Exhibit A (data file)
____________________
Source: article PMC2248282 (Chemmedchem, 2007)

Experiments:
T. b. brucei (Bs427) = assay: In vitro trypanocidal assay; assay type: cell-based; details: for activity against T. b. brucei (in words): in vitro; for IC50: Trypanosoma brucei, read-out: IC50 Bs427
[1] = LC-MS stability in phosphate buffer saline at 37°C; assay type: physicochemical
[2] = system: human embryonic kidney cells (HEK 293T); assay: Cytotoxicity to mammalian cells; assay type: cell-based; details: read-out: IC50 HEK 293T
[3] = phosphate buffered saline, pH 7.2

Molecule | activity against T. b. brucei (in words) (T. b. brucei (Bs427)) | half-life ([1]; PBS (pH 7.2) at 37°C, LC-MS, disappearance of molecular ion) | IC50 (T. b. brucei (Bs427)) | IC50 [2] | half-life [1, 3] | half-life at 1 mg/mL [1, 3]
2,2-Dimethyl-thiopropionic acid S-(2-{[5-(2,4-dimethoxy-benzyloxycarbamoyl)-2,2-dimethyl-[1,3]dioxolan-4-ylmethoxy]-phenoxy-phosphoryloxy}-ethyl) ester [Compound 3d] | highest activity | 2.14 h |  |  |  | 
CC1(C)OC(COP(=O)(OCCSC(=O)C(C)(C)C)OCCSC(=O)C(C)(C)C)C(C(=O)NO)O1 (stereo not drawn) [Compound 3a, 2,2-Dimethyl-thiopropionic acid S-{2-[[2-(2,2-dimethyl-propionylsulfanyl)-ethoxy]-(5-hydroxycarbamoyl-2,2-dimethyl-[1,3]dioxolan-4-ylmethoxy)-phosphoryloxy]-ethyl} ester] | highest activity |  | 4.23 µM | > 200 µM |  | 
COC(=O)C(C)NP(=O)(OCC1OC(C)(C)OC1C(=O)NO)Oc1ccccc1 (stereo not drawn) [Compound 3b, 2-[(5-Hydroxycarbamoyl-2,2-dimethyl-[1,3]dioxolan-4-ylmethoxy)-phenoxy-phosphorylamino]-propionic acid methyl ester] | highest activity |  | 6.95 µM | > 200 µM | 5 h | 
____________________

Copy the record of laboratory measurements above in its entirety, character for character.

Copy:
Source: article PMC2248282 (Chemmedchem, 2007)

Experiments:
T. b. brucei (Bs427) = assay: In vitro trypanocidal assay; assay type: cell-based; details: for activity against T. b. brucei (in words): in vitro; for IC50: Trypanosoma brucei, read-out: IC50 Bs427
[1] = LC-MS stability in phosphate buffer saline at 37°C; assay type: physicochemical
[2] = system: human embryonic kidney cells (HEK 293T); assay: Cytotoxicity to mammalian cells; assay type: cell-based; details: read-out: IC50 HEK 293T
[3] = phosphate buffered saline, pH 7.2

Molecule | activity against T. b. brucei (in words) (T. b. brucei (Bs427)) | half-life ([1]; PBS (pH 7.2) at 37°C, LC-MS, disappearance of molecular ion) | IC50 (T. b. brucei (Bs427)) | IC50 [2] | half-life [1, 3] | half-life at 1 mg/mL [1, 3]
2,2-Dimethyl-thiopropionic acid S-(2-{[5-(2,4-dimethoxy-benzyloxycarbamoyl)-2,2-dimethyl-[1,3]dioxolan-4-ylmethoxy]-phenoxy-phosphoryloxy}-ethyl) ester [Compound 3d] | highest activity | 2.14 h |  |  |  | 
CC1(C)OC(COP(=O)(OCCSC(=O)C(C)(C)C)OCCSC(=O)C(C)(C)C)C(C(=O)NO)O1 (stereo not drawn) [Compound 3a, 2,2-Dimethyl-thiopropionic acid S-{2-[[2-(2,2-dimethyl-propionylsulfanyl)-ethoxy]-(5-hydroxycarbamoyl-2,2-dimethyl-[1,3]dioxolan-4-ylmethoxy)-phosphoryloxy]-ethyl} ester] | highest activity |  | 4.23 µM | > 200 µM |  | 
COC(=O)C(C)NP(=O)(OCC1OC(C)(C)OC1C(=O)NO)Oc1ccccc1 (stereo not drawn) [Compound 3b, 2-[(5-Hydroxycarbamoyl-2,2-dimethyl-[1,3]dioxolan-4-ylmethoxy)-phenoxy-phosphorylamino]-propionic acid methyl ester] | highest activity |  | 6.95 µM | > 200 µM | 5 h | 